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Former Rams exec: We turned down enticing trade offer before picking Aaron Donald

Lions GM Brad Holmes also noted that the team nearly picked Sammy Watkins instead of Greg Robinson

St. Louis Rams 2014 Draft Class News Conference Photo by Dilip Vishwanat/Getty Images

What if instead of drafting Aaron Donald with the 13th overall pick in 2014, the Rams instead accepted a huge trade offer and instead landed Zack Martin, C.J. Mosley, or Brandin Cooks? Or worse, Kelvin Benjamin? What if instead of picking Greg Robinson with the second overall pick that same year, the Rams chose Sammy Watkins?

According to Brad Holmes, the current general manager of the Detroit Lions and a former area scout with the St. Louis and Los Angeles Rams who specifically helped tip the team off to the ultra-talented defensive tackle out of Pitt that year, there were a number of scenarios that nearly played out that day in 2014: The Rams could have had Watkins and Donald. They could have also had Robinson and a second bust, if they had accepted an “enticing” trade offer at 13th overall.

Unfortunately for the Rams, they picked Robinson. Fortunately for the Rams, they also picked Donald.

Brad Holmes appeared the Peter Schrager’s podcast for the NFL called “The Season” on Wednesday (normally I would embed the video, but NFL for some reason blocks the ability to do that) and discussed his experience coming up as a scout for the Rams after starting out as a PR intern. Holmes was in Pittsburgh to get a closer look at Donald for the Rams and he says that it was Matt House, someone he knew because of mutual colleague Steve Spagnuolo and the defensive coordinator at Pitt, who gave him the best sense of how special AD was.

“I go to Pitt and see Matt and he tells me, “Are you staying for practice?” He says to come out a half-hour early. He didn’t tell me why. I come out to practice early and they practice in that bubble that they share with the Steelers. It’s the ball boys, the equipment managers, the specialists, and Aaron Donald. Those are the only people. Donald is sitting on this bag, fully-taped up with this twitch in his knee like “I’ve been waiting ALL DAY. Where’s everybody at? I’ve been waiting on this all day.” Then Matt goes, “Did you come out early?” “Yep.” “Did you see it?” “Yep”. Nothing else needed to be said.”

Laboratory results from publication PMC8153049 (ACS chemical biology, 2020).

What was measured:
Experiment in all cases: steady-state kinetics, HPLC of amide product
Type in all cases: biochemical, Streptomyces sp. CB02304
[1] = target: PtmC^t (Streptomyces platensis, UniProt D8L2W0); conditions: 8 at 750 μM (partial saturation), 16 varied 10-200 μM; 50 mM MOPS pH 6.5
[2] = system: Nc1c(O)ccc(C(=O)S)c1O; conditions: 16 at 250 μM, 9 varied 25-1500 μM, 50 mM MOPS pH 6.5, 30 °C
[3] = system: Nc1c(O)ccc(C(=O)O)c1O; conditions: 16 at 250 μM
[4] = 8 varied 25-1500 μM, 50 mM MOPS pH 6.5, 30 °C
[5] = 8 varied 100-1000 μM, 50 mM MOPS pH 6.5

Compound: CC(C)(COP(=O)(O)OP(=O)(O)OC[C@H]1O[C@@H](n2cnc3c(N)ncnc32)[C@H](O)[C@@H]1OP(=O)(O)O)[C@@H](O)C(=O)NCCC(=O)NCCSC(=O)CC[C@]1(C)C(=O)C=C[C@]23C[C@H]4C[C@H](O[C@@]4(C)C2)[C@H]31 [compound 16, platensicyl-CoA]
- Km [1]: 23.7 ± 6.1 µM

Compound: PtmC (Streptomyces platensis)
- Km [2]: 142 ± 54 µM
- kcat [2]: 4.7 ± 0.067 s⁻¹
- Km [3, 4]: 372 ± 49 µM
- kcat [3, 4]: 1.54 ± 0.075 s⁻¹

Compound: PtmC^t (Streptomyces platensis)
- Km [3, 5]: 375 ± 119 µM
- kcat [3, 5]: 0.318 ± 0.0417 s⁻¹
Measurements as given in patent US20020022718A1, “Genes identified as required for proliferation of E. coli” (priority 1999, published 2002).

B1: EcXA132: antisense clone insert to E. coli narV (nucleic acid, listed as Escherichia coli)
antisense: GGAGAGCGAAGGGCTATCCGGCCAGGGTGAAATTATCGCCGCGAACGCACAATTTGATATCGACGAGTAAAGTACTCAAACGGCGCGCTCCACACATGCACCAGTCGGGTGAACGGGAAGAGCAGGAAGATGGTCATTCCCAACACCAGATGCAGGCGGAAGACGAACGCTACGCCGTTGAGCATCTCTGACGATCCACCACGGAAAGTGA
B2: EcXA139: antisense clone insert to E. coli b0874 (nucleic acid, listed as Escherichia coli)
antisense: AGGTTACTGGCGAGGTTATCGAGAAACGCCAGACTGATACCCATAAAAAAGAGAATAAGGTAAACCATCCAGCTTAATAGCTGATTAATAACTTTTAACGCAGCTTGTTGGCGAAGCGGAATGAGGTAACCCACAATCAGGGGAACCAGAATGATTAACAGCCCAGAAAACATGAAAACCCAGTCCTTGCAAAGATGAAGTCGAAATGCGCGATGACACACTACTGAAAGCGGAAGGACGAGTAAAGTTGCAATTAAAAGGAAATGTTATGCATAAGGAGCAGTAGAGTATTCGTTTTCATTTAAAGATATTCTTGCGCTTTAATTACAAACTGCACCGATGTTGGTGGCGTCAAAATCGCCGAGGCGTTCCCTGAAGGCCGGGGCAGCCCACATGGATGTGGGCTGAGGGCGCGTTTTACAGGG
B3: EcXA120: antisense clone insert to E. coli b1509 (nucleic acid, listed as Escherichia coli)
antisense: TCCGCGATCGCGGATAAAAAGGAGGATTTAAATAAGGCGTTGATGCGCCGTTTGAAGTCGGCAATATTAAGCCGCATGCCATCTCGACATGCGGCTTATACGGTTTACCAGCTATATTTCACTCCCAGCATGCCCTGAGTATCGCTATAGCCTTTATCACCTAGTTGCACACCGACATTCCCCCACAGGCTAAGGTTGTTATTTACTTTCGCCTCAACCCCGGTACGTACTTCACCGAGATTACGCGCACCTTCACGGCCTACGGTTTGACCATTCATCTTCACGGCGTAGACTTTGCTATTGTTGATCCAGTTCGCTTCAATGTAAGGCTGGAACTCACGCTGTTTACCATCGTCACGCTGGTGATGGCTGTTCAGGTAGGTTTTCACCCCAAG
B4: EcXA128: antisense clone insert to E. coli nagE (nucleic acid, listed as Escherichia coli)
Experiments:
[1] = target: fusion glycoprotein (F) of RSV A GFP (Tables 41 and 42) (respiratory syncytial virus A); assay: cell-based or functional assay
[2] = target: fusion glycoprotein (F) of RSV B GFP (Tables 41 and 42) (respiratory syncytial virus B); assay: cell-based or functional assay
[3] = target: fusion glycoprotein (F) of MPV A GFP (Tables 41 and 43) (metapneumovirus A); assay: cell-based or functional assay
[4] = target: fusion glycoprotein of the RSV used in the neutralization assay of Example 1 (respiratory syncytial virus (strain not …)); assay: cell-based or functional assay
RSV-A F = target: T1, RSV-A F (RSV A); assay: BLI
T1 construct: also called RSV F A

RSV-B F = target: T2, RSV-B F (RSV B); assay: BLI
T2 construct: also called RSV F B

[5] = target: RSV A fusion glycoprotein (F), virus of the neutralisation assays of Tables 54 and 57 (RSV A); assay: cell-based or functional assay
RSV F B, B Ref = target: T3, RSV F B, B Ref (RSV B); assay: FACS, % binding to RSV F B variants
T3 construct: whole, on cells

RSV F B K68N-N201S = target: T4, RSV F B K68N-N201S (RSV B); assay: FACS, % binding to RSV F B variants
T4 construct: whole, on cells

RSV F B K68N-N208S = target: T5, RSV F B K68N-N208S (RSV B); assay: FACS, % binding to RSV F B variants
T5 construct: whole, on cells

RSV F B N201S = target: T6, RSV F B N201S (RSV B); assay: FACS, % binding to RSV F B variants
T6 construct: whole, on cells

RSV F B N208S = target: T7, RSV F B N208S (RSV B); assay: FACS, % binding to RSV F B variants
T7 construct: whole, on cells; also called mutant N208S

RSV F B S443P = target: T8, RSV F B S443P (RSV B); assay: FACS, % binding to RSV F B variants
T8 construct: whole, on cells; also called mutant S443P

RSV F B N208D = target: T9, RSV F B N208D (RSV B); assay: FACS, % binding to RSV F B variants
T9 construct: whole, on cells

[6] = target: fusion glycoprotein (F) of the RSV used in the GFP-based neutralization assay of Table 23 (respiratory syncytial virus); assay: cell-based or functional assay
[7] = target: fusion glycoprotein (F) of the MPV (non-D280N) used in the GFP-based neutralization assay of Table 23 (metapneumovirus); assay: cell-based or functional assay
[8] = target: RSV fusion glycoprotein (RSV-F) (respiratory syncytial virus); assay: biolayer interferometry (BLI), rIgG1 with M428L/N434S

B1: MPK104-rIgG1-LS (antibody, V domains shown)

Holmes notes that he was nervous to give Donald too high of a grade because he knew that coaches were going to be skeptical of a defensive tackle who only weighed 285 lbs. But he relayed to Jeff Fisher and Les Snead the story of Donald anxiously waiting for practice a half-hour early and convinced the front office that he was a special prospect mostly because of his intangibles.

“Aaron Donald is very talented and strong, but it’s his work ethic, passion, and intangibles, and passion for football. I’m like, “That said it all to me, when Matt House told me to come out early” and sure enough he was right.”

The Rams were convinced that Donald was the best pick for them too and then when Donald was available at pick 13, nothing would move Les and Jeff off of the pick. Holmes says the team got an enticing trade offer but “Jeff and Les were like absolutely not, we’re picking this guy.”

Holmes also notes that it was a close decision between picking Robinson over Watkins with the second overall pick, but that it was one of those things that came down to the “premium positions”, which Holmes puts in quotes. (Holmes has been criticized recently for selecting running back Jahmyr Gibbs and linebacker Jack Campbell in the top-20.)

In a long interview with Schrager, Holmes also name drops a lot of former Rams personnel and players who may be of interest to fans looking to reminisce on “the bad old days”. That includes coming up first as a PR intern (which would mean that Holmes would have been talking to people like me as a job and somehow now he’s a GM) before getting helped out by running backs coach Wilbert Montgomery, defensive coordinator Lovie Smith, and general manager Charley Armey.

But that’s all a part of history. Almost ten years later, Aaron Donald is still a part of the present and future.